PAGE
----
Or maybe the “Wipe the Shower Down Boogie.” This was another thing with her that I’ve never heard from anyone else, ever. She insisted that every person that took a shower had to wipe down and dry all surfaces in the tub (unless someone was showering right after). She had it so ingrained in me, I was still doing it even after we split up and I moved 600 miles away… up until one morning I was wiping down and finally thought, “WTF am I doing this for?”

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  2. My last roommate was a guy who just never cleaned. When I finally approached him after cleaning up SOM by myself for two years, he said, "I'm really sorry, but I just don't SEE things that need cleaning." I try to remember this whenever Kamran leaves beard trimmings on the soap.

    I was thinking about SOM again just this week when I had a friend over. I rub shampoo on my mirror now and then so it won't fog up, and I get spots where it runs down the mirror and then dries after a fresh shampoo application. It'd be really easy to just dry the spots after the first shower, but I leave them there, because I know what they are, and they don't gross me out. But I realized after my friend left that she probably thinks I'm toothpasting all over that mirror and not doing a thing about it.

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    1. I try not to leave hairs on the soap, and that’s just for me because Pinky has her own bathroom. But on the floor… it takes a tumbleweed to roll by, before I notice that maybe I ought to sweep up.

      Never heard of the Shampoo on the Mirror thing. I just turn on the bathroom fan and keep the door ajar, and my mirror doesn’t fog up.

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  3. All I can say Bluz, is that I am glad you got out of that marriage with your sanity intact. Seems like she was a tad OCD? Whatever the deal, it's too bad that child got the unfortunate draw of her as a mother.

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    1. I always say that I was disappointed when my marriage ended, but got through the transition well because I knew that I wasn’t particularly happy. I just hated to admit the “defeat.”

      But those two were something else… The neediest child ever, combined with a mother that never really wanted him in the first place. I was very happy to put that dynamic behind me.

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  4. Spots on the mirror? WHAT spots??? Oh, you mean THOSE spots! Hmmmm. I really didn't notice. Who gives a rusty F*** if there are spots on the mirror? O.k., so I occasionally go on a cleaning jag and clean those spots, but they always come back!! Cleaning is such a thankless job! Especially since when everything is clean and SPOTLESS, no one seems to notice. If stuff is too clean, it freaks me out. Whose shoes are always so straight and organized in the closet, and whose 200 golf shirts are organized by color? Who reads the paper, then puts it back together in the exact order at which it arrived in the driveway? BUT, who leaves little bits of jam on the countertops, and after 13 years in Tucson, and unloading the dishwasher, asks, "Where does this go?" every F****** time? Not me, I tell you!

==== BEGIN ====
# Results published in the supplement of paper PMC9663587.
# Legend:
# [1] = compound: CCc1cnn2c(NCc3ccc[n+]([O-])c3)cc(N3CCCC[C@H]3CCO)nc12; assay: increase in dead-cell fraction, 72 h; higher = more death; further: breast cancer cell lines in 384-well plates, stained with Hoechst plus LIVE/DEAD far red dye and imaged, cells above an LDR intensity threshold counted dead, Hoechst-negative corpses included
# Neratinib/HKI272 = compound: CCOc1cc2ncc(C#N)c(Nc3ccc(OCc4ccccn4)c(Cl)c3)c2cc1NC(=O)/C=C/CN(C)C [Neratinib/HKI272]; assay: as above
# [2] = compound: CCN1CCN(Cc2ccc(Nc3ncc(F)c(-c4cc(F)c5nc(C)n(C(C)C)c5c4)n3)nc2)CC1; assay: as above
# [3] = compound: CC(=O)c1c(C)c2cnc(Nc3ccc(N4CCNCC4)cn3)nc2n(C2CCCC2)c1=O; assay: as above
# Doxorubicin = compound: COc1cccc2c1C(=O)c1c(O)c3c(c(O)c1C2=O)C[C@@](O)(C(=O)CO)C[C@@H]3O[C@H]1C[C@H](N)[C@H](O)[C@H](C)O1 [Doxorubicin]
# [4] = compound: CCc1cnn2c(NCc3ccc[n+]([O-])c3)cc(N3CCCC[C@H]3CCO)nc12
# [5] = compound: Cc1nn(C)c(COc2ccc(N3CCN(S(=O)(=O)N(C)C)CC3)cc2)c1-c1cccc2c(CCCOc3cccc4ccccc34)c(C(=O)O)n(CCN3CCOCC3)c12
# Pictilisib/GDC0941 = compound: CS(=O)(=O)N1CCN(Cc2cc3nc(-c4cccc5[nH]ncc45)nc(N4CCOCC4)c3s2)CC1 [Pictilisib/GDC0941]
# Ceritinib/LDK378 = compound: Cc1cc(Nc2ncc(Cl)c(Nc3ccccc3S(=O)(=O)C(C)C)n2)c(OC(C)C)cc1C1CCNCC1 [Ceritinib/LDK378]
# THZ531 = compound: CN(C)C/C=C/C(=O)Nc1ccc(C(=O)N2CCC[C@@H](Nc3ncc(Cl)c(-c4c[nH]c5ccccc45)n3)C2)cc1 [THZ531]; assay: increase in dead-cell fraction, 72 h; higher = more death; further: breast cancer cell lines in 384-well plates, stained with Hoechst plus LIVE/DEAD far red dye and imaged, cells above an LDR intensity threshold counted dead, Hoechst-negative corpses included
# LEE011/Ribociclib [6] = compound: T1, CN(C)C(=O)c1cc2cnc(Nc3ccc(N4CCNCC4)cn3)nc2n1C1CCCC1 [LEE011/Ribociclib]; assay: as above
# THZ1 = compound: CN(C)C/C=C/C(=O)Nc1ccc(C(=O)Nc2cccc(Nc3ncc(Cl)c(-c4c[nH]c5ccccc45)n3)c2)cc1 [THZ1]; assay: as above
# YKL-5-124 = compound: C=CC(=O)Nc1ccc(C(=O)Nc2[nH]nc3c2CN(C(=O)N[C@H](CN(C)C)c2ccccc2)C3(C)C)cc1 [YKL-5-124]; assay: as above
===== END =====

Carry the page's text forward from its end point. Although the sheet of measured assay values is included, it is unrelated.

Such is life, Bluz. I have the black lipstick to prove it.

    xoxo,

    YEEHAA

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    1. I always thought that the amount of fuss put forth greatly outweighed the gravity of the situation. I guess everybody has their own special hot button issues.

      Oh, and my polo shirts are totally arranged by color. T-shirts too. Once you set them up, they’re easy to maintain. Just another one of my “systems.”

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  5. Or, in Haiku... ah-hem...

    Spots on bathroom mirror
    Burned into my retina
    Why Bluz, can't you see?

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    1. The Ex’s haiku, as I remember it:
      Fer cryin out loud
      Why must I keep telling you?
      Clean the damned spots
      (Repeat 7000 times, and occasionally make some lines nothing but F-bombs.)

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  6. I go back and forth with housecleaning, which is mostly dependent on whether I've been doing my part lately. If I feel guilty about stuff I've let go, I'm much less likely to get on his case about anything.

    I second the comment about animals and about cleaning being a thankless job. We call our dog "Mud Foot" because, through no fault of her own, our cocker spaniel grows mops for feet at a ridiculous rate (seriously - like 6" diameter monsters - we trim her before rainy seasons, but in lush WV, that's all year long), and our backyard is a complete swamp (we live in the middle of the biggest hill in town). So, naturally, she hauls in a few pounds of mud every time she comes in. I love that she has the yard access (we have dog doors), but I've just about given up on the idea of ever having clean furniture. *sigh*

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    1. Yeah, animals require a whole other wave of cleaning. (Which is one of the reasons that I still live pet-free... even though I loves me some doggy and kitty!)